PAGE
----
Having your own tour business can be time-consuming, stressful, and straight-up tough at times. Running tours and experiences is so much more than planning vacations. It involves extensive research, countless phone calls, buckets of coordinating, managing customer expectations, and the need to stay on top of tourism trends. Although being “on” all the time–for your guests, employees, business partners, etc.–can sometimes make you feel like you’re going crazy, it can also be a rewarding experience. The question is: how can you run a successful tour company(opens in a new tab), manage a staff of tour guides(opens in a new tab), satisfy your customers(opens in a new tab), and market your business(opens in a new tab) without having a breakdown?
There are quite a few stress management techniques you can try at work. These, of course, are dependant on your job and work environment. And everyone is different, so finding the right balance can be a process of trial-and-error. Relaxation techniques vary from the simple to the complex so it depends on you, your job, and what you feel you can do.
Here are some ideas from the experts:
We all breathe, most of the time without even thinking about it. But concentrating on and regulating your breathing can actually be a major destressor. If you’re feeling overwhelmed at work, the simplest solution would be to close your eyes and take ten slow and deep breaths, counting as you go. If the phone rings or you lose count, start over. Breathe in through your nose and out through your mouth. Try it again and this time hold your breath for a count of three before letting it out. By the time you are done you will be feeling much more relaxed. Mindfulness is a technique that has gained popularity in recent years, and now even tour operators are incorporating meditation into their wellness retreats(opens in a new tab). If it doesn’t work for you the first time round, keep trying. Often it can take a little while to get into the mindset, but once you do the benefits will be worth it.
Take a Walk
If it’s a nice day, go outside and walk around for a while. Not only will the exercise boost your endorphins, but the sun will help your body produce Vitamin D. Pay attention to your surroundings and be in the present moment. Dedicate these ten or fifteen minutes solely to you–the world won’t fall apart while you regain your calm. Then, when you’re feeling more in control, pick up where you left off. If the weather is too bad for a walk or if you don’t have access to outdoor space, there are other solutions. Get up and walk around your office or take a walk through the building. Getting your body up and moving for at least fifteen minutes can do wonders for stress levels.
Listen to Music
The power of music is universal, and no matter what your music taste there is bound to be a genre that suits you. If you’re feeling overwhelmed at work, put those earphones in and jam to your favorite tunes. Whether you enjoy classical, country, or hard rock, it doesn’t matter. Listen to whatever you enjoy and do not let anyone interrupt for at least fifteen minutes. This is your break time. Music has been proven to reduce anxiety and increase feel-good chemicals, so what are you waiting for? If you’re alone at work or the situation allows for it, you can even get up and dance, which will boost your endorphins and make you feel even better.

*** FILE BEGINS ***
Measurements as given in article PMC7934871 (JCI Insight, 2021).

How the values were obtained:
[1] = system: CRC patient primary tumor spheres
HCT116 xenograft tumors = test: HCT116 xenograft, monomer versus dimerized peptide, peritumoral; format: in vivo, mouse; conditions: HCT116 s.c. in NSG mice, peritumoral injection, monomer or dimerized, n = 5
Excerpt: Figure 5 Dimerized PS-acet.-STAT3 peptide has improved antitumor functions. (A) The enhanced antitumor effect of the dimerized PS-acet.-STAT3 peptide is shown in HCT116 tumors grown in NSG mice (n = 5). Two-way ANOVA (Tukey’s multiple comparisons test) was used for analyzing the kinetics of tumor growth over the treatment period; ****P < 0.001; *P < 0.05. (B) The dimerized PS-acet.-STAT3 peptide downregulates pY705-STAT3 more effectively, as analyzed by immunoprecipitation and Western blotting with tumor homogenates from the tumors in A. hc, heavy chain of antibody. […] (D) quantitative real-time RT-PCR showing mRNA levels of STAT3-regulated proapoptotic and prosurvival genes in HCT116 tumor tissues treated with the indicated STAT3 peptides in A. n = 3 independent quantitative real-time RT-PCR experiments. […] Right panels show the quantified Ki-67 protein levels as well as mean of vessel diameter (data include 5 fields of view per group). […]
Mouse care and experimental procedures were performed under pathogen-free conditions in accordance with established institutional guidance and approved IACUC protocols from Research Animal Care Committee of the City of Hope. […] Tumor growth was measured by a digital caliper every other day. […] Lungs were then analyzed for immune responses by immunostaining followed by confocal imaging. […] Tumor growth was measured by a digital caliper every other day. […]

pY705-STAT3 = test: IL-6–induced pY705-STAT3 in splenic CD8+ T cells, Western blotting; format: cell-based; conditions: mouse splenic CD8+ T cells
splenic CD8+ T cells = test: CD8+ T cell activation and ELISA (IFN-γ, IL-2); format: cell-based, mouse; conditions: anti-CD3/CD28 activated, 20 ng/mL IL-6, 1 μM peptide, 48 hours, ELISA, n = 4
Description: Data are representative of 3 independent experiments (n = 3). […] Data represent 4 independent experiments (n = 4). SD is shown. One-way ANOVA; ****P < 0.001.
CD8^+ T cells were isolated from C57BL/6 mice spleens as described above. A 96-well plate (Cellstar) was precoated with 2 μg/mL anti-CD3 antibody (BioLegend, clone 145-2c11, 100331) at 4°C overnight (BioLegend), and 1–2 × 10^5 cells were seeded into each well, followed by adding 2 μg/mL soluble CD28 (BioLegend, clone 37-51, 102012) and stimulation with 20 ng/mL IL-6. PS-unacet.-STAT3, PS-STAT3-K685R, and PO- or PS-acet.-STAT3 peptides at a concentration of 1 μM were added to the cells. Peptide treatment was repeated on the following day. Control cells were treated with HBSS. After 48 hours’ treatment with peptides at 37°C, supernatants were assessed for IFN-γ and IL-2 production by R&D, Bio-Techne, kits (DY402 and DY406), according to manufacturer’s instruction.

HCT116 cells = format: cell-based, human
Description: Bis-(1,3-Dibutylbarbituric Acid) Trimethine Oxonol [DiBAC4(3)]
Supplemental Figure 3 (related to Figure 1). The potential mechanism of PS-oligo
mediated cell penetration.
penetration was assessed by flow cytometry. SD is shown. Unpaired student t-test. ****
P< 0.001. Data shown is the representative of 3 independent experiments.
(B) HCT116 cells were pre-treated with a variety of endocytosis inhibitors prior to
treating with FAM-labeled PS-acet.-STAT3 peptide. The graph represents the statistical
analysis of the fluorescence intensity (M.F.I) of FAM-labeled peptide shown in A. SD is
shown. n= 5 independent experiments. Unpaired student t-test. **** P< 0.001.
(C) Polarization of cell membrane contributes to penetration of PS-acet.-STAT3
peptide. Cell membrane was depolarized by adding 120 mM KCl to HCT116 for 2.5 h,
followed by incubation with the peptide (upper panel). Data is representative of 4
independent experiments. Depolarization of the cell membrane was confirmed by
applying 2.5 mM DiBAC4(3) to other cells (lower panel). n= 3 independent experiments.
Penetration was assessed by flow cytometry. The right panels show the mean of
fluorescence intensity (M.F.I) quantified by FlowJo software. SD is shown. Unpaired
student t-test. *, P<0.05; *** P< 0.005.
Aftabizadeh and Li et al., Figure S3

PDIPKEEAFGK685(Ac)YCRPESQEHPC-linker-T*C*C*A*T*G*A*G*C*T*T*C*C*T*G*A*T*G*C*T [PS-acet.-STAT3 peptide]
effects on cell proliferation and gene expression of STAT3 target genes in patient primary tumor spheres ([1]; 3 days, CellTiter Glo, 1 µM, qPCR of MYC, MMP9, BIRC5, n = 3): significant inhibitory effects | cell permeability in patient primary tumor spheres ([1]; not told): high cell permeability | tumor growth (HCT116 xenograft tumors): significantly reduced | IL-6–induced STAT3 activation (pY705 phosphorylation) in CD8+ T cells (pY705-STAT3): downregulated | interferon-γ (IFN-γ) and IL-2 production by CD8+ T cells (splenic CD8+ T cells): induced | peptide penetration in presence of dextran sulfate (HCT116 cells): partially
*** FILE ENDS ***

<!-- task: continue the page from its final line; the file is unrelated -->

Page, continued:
No, not with a beer or an alcoholic drink. It is important to drink water throughout the day so that your body and mind function well. Tea is also one of the most relaxing drinks you can have when you are stressed. Chamomile tea has a whole host of benefits, but is largely used as a natural relaxer. If you don’t have chamomile at hand, a cup of hot tea will almost always put you in a more restful state. Be careful to choose a tea that is lower in caffeine–otherwise your heart rate may increase and you could end up feeling worse than before. Green tea is a good alternative to chamomile as it is an antioxidant, which will also help you feel better.
This is important: you do not have to do everything yourself. Delegate some of the smaller tasks to other staff members. For returning phone calls, filling out paperwork, and other mundane chores, get your assistant to do it. You are the boss for a reason, and an overworked and underperforming leader is no help to anyone. Work hard, of course, but don’t take everything on your own shoulders. Your team are there to support you, and you should all feel capable of completing your tasks while maintaining a healthy mental state.
Talk to Someone
If you find that you are stressed all of the time or that it is affecting your daily activities, you may need to talk to someone. There are over 2,000 licensed therapists at Betterhelp.com(opens in a new tab) who are available to help you 24/7. No appointment needed and you do not even have to leave your house. No matter how overwhelmed or alone you feel, there is always help available.
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